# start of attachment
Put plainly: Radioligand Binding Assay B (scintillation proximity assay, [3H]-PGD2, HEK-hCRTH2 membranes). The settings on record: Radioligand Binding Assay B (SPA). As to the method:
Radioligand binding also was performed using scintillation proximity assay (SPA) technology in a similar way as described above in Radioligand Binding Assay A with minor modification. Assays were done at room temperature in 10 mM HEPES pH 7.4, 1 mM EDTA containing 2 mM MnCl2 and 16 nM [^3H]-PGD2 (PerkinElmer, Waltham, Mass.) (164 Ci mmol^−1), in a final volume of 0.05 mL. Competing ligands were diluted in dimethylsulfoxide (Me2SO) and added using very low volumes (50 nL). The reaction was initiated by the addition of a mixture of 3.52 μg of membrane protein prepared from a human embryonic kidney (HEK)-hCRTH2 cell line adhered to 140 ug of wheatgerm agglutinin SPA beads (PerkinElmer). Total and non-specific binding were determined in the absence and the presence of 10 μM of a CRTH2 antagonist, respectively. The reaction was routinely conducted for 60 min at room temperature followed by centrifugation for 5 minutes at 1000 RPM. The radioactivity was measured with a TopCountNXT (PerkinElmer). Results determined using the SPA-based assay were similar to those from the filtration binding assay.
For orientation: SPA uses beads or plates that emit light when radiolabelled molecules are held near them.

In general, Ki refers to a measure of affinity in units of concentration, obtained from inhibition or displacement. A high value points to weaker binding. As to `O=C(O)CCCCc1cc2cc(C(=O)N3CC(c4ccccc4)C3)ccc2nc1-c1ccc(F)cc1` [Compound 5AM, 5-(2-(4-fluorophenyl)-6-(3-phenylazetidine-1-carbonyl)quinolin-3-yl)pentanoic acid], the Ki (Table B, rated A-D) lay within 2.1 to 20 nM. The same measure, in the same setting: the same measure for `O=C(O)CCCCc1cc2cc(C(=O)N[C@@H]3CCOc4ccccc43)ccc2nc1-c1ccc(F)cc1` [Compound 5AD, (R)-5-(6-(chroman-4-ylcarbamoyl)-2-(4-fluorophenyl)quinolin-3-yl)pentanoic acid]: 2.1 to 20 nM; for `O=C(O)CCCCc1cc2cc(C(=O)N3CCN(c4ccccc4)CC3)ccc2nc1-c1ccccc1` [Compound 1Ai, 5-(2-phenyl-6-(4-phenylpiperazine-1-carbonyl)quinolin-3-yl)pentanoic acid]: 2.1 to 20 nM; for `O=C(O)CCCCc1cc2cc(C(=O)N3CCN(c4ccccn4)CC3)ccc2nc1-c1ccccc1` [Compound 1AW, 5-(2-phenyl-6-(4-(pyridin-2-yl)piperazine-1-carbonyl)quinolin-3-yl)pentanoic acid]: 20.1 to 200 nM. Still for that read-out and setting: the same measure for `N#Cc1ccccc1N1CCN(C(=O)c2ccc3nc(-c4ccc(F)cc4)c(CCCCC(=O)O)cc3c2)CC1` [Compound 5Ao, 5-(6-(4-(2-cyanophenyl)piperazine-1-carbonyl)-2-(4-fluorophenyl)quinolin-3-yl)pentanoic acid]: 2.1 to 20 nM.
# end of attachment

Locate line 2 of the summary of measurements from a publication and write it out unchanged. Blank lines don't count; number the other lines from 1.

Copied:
Radioligand binding also was performed using scintillation proximity assay (SPA) technology in a similar way as described above in Radioligand Binding Assay A with minor modification. Assays were done at room temperature in 10 mM HEPES pH 7.4, 1 mM EDTA containing 2 mM MnCl2 and 16 nM [^3H]-PGD2 (PerkinElmer, Waltham, Mass.) (164 Ci mmol^−1), in a final volume of 0.05 mL. Competing ligands were diluted in dimethylsulfoxide (Me2SO) and added using very low volumes (50 nL). The reaction was initiated by the addition of a mixture of 3.52 μg of membrane protein prepared from a human embryonic kidney (HEK)-hCRTH2 cell line adhered to 140 ug of wheatgerm agglutinin SPA beads (PerkinElmer). Total and non-specific binding were determined in the absence and the presence of 10 μM of a CRTH2 antagonist, respectively. The reaction was routinely conducted for 60 min at room temperature followed by centrifugation for 5 minutes at 1000 RPM. The radioactivity was measured with a TopCountNXT (PerkinElmer). Results determined using the SPA-based assay were similar to those from the filtration binding assay.